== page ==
In part, they were counting on a counterintuitive ace in the hole: that rising carbon dioxide levels, the primary contributor to global warming, would act as a powerful plant fertilizer and offset many of the ill effects of climate change.

Until a few years ago, these assumptions went largely unchallenged. But lately, the destabilization of the food system and the soaring prices have rattled many leading scientists.

But alas, Gillis’s proclamation, like so many that came before him, just doesn’t stand up to the facts.

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January 6, 2011

Pumpin’ Up Pineapples!

Filed under: Adaptation, Agriculture, Plants

Winter is here for most Americans and doesn’t a trip to Hawaii sound perfect over the upcoming months? Sun, beaches, tropical drinks garnished with pineapple, pineapple at breakfast, pineapple on pizza, pineapple on hamburgers… pineapple here, there, and everywhere. Somehow a trip to Hawaii without pineapple just wouldn’t be a trip to Hawaii, would it?

Turns out a little extra carbon dioxide in the air will add to your experience as the extra CO2 boosts productivity of those perfect-with-anything pineapples from our Pacific paradise.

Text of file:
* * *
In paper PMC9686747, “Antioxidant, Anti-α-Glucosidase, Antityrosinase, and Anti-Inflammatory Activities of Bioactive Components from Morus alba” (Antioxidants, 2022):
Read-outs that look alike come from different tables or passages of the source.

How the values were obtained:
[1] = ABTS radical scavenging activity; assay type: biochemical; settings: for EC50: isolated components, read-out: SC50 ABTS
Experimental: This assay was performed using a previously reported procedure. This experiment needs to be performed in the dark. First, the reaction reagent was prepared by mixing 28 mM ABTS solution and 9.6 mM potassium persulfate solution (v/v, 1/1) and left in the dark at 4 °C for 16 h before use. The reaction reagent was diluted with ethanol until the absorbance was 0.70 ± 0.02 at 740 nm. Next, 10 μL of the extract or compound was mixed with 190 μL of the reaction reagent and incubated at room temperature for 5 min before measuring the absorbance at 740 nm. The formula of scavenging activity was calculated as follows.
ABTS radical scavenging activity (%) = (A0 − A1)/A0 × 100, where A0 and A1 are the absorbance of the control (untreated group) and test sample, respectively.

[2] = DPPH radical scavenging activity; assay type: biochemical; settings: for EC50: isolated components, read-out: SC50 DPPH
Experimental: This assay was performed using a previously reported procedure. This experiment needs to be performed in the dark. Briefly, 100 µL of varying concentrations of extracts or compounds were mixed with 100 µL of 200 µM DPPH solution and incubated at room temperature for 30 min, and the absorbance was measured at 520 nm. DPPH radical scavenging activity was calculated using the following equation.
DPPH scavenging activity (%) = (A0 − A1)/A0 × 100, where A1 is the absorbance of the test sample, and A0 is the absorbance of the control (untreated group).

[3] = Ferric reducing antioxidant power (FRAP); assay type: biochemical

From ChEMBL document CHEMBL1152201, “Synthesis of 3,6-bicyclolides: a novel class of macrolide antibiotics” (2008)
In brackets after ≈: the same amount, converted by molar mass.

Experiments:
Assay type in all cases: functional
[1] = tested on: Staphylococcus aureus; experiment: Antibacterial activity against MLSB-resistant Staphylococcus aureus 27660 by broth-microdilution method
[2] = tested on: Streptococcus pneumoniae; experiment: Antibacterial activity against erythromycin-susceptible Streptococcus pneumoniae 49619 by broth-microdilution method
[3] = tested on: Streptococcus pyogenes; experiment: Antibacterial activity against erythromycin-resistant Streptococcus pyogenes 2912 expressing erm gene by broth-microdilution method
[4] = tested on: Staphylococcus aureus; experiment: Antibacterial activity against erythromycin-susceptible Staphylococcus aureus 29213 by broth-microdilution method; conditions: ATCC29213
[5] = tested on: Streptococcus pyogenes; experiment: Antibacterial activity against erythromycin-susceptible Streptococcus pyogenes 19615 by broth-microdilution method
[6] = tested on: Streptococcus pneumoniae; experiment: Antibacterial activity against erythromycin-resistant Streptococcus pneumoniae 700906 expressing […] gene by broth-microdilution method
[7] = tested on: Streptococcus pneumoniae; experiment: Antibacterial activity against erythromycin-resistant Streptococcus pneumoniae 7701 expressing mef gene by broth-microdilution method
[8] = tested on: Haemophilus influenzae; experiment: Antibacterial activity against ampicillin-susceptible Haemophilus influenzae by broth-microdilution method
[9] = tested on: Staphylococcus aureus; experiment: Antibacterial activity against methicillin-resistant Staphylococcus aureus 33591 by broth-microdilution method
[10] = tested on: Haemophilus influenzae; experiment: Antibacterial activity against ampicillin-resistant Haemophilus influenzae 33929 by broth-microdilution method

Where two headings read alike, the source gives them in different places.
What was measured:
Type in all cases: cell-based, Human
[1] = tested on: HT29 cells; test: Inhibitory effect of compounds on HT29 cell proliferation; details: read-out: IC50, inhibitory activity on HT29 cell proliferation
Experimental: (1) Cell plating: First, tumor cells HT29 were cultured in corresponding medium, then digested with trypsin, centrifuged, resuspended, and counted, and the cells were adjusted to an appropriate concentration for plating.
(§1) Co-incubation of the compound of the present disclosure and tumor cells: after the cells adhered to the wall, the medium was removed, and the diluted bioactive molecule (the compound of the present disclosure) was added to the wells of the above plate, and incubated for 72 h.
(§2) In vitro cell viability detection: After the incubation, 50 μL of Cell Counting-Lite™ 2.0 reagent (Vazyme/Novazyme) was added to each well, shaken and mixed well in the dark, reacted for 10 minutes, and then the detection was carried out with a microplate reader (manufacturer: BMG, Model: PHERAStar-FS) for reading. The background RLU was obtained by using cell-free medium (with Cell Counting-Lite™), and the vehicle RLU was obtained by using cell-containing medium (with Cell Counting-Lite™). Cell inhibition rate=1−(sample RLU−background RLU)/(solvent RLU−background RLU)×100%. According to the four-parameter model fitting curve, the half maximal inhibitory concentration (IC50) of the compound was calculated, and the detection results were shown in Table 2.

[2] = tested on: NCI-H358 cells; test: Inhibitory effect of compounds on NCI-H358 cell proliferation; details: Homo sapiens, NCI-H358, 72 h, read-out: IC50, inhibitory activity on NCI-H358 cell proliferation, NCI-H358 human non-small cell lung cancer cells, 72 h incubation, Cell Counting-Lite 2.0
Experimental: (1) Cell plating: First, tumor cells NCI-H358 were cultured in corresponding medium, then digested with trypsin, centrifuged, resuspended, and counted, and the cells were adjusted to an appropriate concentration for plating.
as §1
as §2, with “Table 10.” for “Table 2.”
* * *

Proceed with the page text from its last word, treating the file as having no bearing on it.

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November 24, 2010

Let’s Give Thanks for CO2

Filed under: Adaptation, Agriculture, Plants

As Americans sit down on Thursday and give thanks for the food on their table, hopefully many will say a good word for enhanced atmospheric carbon dioxide levels, as much of the foodstuff filling their plates will have benefited from the anthropogenically-elevated CO2 levels in the air.

And even if we don’t produce the food ourselves, we contribute to the growth of crops around the world through emissions of CO2 whenever we use energy derived from fossil fuels—a large component of the energy that we use to power our daily lives.

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September 30, 2010

Sweet News for Maple Syrup

Filed under: Adaptation, Agriculture, Plants